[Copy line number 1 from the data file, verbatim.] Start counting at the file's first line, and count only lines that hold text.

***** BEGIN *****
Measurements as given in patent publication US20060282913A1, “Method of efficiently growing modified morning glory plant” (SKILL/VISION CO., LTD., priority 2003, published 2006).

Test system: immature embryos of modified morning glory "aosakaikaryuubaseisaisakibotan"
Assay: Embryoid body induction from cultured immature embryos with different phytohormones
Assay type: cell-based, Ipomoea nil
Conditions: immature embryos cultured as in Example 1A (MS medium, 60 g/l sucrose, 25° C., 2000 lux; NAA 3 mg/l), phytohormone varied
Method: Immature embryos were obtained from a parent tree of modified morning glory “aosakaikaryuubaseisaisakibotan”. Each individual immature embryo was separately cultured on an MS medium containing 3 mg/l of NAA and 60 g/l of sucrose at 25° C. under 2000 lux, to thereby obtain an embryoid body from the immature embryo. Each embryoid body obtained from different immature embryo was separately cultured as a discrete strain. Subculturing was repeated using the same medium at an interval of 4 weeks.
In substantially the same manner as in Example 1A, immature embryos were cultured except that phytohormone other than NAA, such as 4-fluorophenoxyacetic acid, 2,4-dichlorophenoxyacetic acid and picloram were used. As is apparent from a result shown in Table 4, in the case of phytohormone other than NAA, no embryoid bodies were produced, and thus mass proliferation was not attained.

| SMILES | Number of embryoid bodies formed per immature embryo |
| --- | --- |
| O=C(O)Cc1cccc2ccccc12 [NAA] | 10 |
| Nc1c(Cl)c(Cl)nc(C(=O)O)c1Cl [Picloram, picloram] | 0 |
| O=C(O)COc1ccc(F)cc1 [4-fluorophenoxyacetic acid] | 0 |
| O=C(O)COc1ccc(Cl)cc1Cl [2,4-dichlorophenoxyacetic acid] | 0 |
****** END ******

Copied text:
Measurements as given in patent publication US20060282913A1, “Method of efficiently growing modified morning glory plant” (SKILL/VISION CO., LTD., priority 2003, published 2006).